New laws around coercive control have been proposed as a way to tackle violence against women. But the police can never be relied on to protect women, argues Thandi Bethune
The recent outpouring of rage against sexism and sexual assault has produced renewed pressure for action. With the repeated sexual assault scandals within the Liberal Party and the mass demonstrations calling for an end to sexism and sexual violence against women, people are desperate for solutions.
One proposal is for harsher sentences for violence against women, or new criminal offences like coercive control, advocated by journalist and author Jess Hill in her book and TV series See what you made me do. But this means putting more powers in the hands of police, who have an appalling record on taking violence against women seriously.
It is also likely to result in more imprisonment among marginalised communities including Aboriginal people.
This approach of relying on increased policing, prosecution, and imprisonment as the primary solution to violence against women has been termed carceral feminism.
Carceral feminism ignores the ways in which race, class, gender identity, and immigration status leave certain women more vulnerable to violence and that greater criminalization often places these same women at risk of state violence.
Casting policing and prisons as the solution to domestic violence both justifies increases to police and prison budgets and diverts attention from the underfunding of programs that enable survivors to escape, such as shelters, public housing, and welfare.
It is undeniable that domestic violence is out of control.
In Australia around eight women a day are hospitalised and on average one woman is killed by their partner every week.
People are desperate for solutions and as the police and government fail to take it seriously many are concluding that new laws and harsher policing will make a difference.
But relying on the police can never be the solution to violence against women.
Since the 1970s a push from feminist groups for harsher sentencing and responses towards domestic violence has led to mandatory arrest laws in over half of US states.
This means that when an instance of domestic violence is reported, police have to arrest someone. In many cases this leads to police arresting the victim of abuse, or a dual arrest where both parties are arrested.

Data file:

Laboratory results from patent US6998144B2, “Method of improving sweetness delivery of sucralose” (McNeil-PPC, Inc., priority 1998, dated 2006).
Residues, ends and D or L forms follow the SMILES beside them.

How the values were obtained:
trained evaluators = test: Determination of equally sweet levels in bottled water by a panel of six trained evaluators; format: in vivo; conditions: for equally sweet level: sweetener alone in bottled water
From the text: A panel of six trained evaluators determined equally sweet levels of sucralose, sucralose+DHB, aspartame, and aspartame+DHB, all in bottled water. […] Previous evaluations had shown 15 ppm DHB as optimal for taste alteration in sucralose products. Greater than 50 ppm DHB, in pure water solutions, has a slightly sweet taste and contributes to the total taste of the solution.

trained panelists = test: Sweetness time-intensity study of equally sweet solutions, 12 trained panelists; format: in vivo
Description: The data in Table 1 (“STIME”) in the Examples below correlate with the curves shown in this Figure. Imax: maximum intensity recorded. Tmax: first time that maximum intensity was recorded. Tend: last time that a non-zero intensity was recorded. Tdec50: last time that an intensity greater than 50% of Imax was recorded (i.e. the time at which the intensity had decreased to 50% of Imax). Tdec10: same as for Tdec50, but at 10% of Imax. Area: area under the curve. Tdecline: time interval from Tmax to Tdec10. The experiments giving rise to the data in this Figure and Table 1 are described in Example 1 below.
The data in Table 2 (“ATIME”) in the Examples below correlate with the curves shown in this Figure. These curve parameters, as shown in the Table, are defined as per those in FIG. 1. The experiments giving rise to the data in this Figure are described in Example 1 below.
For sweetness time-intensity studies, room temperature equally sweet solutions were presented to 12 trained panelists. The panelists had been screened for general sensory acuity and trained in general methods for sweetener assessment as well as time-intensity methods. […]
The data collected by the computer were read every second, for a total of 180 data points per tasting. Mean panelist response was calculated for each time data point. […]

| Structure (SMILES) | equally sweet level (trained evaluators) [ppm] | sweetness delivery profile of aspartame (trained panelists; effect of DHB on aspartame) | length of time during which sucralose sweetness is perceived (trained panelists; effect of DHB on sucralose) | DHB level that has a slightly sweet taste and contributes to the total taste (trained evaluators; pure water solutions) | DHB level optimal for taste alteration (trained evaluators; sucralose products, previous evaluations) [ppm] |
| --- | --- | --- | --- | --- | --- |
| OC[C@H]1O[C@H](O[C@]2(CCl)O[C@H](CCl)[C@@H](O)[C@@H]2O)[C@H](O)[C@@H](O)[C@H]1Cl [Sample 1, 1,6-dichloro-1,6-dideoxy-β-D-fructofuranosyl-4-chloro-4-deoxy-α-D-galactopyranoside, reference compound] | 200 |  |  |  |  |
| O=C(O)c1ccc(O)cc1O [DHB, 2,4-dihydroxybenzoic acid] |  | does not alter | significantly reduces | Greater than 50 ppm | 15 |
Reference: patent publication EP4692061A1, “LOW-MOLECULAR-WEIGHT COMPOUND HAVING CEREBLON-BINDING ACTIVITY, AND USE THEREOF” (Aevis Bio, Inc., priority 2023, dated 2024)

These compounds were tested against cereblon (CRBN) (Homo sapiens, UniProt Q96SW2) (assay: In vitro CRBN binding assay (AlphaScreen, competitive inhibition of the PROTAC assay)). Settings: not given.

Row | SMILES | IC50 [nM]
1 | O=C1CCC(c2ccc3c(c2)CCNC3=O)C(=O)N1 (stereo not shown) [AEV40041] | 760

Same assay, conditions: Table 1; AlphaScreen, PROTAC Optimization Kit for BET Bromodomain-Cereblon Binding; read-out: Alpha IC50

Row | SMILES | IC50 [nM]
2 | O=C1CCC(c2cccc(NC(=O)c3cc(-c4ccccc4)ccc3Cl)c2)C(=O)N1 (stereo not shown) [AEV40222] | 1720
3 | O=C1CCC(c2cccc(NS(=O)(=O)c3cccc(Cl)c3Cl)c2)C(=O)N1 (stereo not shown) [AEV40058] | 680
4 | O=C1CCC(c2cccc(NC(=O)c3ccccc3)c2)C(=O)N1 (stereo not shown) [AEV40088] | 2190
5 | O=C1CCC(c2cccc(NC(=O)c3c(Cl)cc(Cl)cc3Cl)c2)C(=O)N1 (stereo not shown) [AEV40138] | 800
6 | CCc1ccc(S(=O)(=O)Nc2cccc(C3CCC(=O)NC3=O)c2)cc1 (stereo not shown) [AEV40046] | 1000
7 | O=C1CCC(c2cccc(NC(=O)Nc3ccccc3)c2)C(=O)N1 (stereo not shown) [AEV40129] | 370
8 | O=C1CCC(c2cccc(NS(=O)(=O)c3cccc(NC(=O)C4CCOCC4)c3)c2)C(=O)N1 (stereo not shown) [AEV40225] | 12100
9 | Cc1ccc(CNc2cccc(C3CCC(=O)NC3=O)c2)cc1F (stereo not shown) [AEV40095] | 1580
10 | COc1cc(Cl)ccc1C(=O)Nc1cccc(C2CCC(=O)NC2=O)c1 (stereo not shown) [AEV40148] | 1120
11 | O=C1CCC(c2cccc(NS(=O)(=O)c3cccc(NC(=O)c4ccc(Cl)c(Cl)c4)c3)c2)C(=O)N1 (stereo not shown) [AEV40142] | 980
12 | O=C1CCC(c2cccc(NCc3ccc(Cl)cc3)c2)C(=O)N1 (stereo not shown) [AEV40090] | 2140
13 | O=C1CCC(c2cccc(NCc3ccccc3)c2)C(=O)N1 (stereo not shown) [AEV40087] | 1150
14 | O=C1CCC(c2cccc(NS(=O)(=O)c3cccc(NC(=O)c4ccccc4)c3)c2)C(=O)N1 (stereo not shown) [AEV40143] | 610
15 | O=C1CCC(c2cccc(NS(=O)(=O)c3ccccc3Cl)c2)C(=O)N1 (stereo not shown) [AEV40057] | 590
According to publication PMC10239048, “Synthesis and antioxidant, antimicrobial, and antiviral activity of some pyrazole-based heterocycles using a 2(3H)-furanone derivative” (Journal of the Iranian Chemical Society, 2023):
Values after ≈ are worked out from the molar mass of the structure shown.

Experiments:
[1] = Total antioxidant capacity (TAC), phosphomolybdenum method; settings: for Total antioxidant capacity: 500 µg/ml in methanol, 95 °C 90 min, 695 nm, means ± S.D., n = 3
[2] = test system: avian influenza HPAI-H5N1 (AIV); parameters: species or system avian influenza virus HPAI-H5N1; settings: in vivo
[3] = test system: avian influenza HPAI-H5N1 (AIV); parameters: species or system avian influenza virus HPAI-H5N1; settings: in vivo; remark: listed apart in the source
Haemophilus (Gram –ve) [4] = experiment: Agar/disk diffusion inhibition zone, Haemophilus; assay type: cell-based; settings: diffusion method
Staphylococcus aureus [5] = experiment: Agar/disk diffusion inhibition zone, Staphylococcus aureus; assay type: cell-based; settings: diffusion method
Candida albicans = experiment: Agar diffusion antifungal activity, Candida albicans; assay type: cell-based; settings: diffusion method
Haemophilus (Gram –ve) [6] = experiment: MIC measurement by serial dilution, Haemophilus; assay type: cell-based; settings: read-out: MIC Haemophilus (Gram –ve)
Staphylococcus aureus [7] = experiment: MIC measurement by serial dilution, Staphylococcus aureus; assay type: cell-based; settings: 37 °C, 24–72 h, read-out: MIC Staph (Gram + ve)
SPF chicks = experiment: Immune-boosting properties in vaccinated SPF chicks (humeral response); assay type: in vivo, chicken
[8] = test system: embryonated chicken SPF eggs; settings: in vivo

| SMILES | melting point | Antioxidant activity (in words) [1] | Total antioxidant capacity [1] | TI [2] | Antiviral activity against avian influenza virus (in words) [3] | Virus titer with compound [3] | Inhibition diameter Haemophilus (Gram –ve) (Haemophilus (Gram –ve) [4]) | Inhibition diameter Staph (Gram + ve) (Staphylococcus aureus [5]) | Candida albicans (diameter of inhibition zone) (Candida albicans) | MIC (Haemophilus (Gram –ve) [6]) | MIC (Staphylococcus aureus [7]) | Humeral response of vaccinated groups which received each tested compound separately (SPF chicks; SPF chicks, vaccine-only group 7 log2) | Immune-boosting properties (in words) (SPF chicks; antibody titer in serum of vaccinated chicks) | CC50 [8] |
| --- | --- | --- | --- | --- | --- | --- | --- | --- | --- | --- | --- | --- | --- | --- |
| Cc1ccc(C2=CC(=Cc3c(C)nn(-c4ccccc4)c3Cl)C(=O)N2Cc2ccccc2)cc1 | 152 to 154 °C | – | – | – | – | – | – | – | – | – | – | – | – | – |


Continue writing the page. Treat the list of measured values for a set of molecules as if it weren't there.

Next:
What began as a measure to ensure domestic violence is taken more seriously is leading to victims of abuse, usually women, being further traumatised and dragged through the legal system.
This is because sexism is deeply entrenched within the police force. The police making decisions on who is responsible are likely to have a skewed perspective, considering studies have shown at least 40 per cent of US police officers are domestic violence perpetrators themselves—three or four times the rate in the wider population.
Research by Australia’s National Research Organisation for Women’s Safety last year found that almost half of the Indigenous women murdered by an intimate partner in Queensland had previously been labelled by police as the perpetrator of domestic violence. It found that, “racism, poor relationships with local communities, misogyny, and the patriarchal culture of the police service” were an ongoing problem in tackling domestic violence.
This highlights the problem with giving police further powers.
Coercive control laws
The horrific murders by their partners of two Queensland women, Doreen Langham in February and Hannah Clark last year, despite having sought help from the police for domestic violence on multiple occasions, have caused particular shock.
In response Queensland Premier Annastacia Palaszczuk has announced the creation of a taskforce to consult on introducing coercive control legislation.
Coercive control describes a form of emotional abuse that can involve threats, intimidation and humiliation in order to exercise control of a partner. In many cases it is also a precursor to physical violence and murder.
While coercive control is undoubtedly a form of abuse, criminalising it creates the potential for many more problems.
Significantly, it too relies on police judging whether behaviour is a pattern of coercion and choosing whose side of the story to believe.
These laws will lead to further incarceration of marginalised communities and vulnerable people.
The case of Yamatji woman, Ms Dhu, is a prime example of this. In August 2014 police were called to her home responding to the breach of an apprehended violence order.
However, upon arrival, rather that help Ms Dhu the police arrested her for outstanding fines. Over two days in custody she reported severe pain and eventually loss of sensation in her legs.
Both the police and hospital staff repeatedly dismissed her symptoms with one officer claiming, “She is a junkie coming off drugs. She is faking now that she can’t get up.”
An hour later Ms Dhu died from an infection caused by a broken rib inflicted by her partner.